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The cell’s existence only came to light by chance after two members committed suicide following a botched bank robbery. The murders forced an overhaul of Germany’s intelligence services.
Nearly seven decades after the fall of Adolf Hitler’s Nazi regime, far-right groups remain marginalised in Germany, with most of their support tending to come from the impoverished former communist east.
But the so-called ‘Zwickau cell’ shows that the danger is not confined to any one area of the country. Left unchecked, experts say, neo-Nazis could again stage deadly attacks.
This year, keen to show they take the threat seriously, federal authorities have been weighing a possible ban on the only far-right party to hold seats in any German legislature.
The National Democratic Party (NPD), which sits in two state assemblies, is racist and anti-Semitic, intelligence services say. The party is careful not to break German laws forbidding Nazi symbols, denial of the Holocaust and public expressions of support for Hitler.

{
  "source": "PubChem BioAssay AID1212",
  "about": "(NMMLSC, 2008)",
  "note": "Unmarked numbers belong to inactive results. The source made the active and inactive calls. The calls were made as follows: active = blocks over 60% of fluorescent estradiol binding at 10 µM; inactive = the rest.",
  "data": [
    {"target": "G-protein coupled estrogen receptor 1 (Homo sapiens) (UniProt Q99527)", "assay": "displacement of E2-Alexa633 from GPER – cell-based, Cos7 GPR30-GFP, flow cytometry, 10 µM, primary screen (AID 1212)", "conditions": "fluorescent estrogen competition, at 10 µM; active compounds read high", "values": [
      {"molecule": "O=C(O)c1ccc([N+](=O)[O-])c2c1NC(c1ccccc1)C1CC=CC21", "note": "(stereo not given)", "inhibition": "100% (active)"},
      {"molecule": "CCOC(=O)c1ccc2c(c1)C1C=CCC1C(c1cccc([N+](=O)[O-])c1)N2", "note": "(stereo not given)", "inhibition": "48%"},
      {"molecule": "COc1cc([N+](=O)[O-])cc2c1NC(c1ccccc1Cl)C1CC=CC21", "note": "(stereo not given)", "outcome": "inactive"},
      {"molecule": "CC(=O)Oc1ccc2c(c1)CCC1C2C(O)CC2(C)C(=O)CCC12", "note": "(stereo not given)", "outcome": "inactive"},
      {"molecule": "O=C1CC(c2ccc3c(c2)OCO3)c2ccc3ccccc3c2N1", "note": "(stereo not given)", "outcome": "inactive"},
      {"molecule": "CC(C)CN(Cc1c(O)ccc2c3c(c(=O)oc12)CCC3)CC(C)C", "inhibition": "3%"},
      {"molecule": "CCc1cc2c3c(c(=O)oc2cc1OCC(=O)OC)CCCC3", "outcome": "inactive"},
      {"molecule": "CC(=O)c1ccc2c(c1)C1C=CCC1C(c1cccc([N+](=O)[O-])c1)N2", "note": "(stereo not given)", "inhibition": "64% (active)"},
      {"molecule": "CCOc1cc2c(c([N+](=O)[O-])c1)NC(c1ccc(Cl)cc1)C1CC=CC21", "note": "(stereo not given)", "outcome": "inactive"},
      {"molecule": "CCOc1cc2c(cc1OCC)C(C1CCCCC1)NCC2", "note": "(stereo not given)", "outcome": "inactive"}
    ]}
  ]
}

The Autonomous Nationalists have no such qualms. They have no appetite for political manoeuvering and readily unfurl banners quoting Hitler at their protest rallies.
“Many Nazis moved here because they thought this was a broken city,” Dortmund mayor Ullrich Sierau told Reuters, adding that extremists exploited the fact the city of half a million has one of the highest unemployment rates in the region.
Dortmund’s new police chief Norbert Wesseler said there were 131 crimes tied to far-right militants including violent assaults in the city in the first half of the year.